He was just a dog, but to me he was everything. If you aren’t a dog person, you likely won’t understand this post, but either way, putting My Boy, Guinn down last summer was an incredibly beautiful traumatic heartbreak. It’s been over six months since I said goodbye to my companion of fifteen years and while I still mourn him daily, I’m beyond thankful for the blessings he gave me. He was a soulful protector, a jogging partner, a cancer sniffer, a therapist, a comedian, a babysitter, a mentor, a study partner, a snoring machine, a grand-dog, and a brother. Needless to say, he wasn’t just a dog. I can honestly admit that I learned more about life living with that four-legged, brindle-coated, spotted tongued, lab mixed canine than I did in the twenty-eight previous years I had without him. Obviously, I never heard him actually speak, but his authentic eyes and truthfully wise face always told me everything I needed to know.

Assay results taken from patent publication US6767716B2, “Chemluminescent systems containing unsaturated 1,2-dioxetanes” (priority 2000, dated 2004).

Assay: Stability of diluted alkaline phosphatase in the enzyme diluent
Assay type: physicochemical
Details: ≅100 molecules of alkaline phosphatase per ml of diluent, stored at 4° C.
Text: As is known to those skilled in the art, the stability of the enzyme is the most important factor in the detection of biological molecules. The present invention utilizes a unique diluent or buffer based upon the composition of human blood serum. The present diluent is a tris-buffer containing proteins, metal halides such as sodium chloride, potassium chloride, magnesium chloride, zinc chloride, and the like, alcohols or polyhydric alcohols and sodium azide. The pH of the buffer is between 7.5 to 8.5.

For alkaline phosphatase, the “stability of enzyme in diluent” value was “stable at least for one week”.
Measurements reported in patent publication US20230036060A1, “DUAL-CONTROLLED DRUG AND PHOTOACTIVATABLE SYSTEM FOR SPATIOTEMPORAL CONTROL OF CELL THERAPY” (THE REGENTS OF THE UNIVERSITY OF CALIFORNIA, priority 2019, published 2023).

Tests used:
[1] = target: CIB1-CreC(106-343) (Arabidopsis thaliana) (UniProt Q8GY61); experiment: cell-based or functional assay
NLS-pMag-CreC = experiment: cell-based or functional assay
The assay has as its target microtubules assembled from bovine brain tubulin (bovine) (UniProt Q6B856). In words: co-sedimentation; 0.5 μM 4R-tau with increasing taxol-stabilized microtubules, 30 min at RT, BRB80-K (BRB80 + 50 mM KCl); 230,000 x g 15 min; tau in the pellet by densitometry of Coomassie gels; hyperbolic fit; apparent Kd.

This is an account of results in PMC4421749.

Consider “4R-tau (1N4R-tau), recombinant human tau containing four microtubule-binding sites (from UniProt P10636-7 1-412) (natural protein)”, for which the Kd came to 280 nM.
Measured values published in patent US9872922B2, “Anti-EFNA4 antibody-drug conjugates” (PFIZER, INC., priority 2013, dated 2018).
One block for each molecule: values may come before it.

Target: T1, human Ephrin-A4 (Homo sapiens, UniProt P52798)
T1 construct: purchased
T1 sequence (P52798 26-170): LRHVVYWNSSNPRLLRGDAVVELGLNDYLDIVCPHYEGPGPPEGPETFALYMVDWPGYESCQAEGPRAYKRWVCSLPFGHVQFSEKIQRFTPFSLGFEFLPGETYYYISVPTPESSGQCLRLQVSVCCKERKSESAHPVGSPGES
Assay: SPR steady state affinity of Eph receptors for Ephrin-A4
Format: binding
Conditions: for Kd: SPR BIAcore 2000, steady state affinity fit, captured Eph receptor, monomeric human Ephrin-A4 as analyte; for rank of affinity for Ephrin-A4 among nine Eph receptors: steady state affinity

Guinn (short for Guinness) went everywhere with me. From quick grocery store runs, to family dinners, to work (he spent many hours in my classroom patiently listening to struggling students read to him), to road trips, to my parent’s house, to coffee shops, to baseball practices, and even hospitals while visiting sick family members. While he was my dog, Guinn belonged to everyone and never feared a new environment. That’s quite the difference from where he started in the world being when we first met, he was locked in a kennel on the bottom row of a cramped room with about ten other dogs living in a last chance shelter. I was told he was surrendered to animal control after reports of abuse and neglect by his previous owner, but other than that, there wasn’t much of a history on him. After spending three months at the regular pound without generating any interest, he was transferred over with the hope of finding his forever home. Guinn was the only dog that didn’t bark or howl when I walked into the room. To be honest, I spent the majority of my visit looking at other dogs that seemed to have more personality, but my eyes and gut kept going back to that bottom corner kennel. I took Guinn for a quick walk and knew instantly we were going to end up a packaged deal. After signing paperwork to only be a foster parent, Guinn and I left the facility and went over to my grandma’s house who happened to live right across the street. Guinn hopped out of the car and sprinted inside like he’d been there a hundred times before. He ran all over with a huge smile and even bigger glow. He jumped on couches, knocked over plants, skidded across the wood floors, charged up and down the stairs, slurped from a big bowl of water and finally landed sprawled out across my lap with his tongue hanging out. With an expression of relief and pure bliss, he fell asleep on the front seat of my car as we headed home. Carrying him into the house and onto his bed, Guinn was exhausted by freedom and ready to enjoy the perks of his new forever place.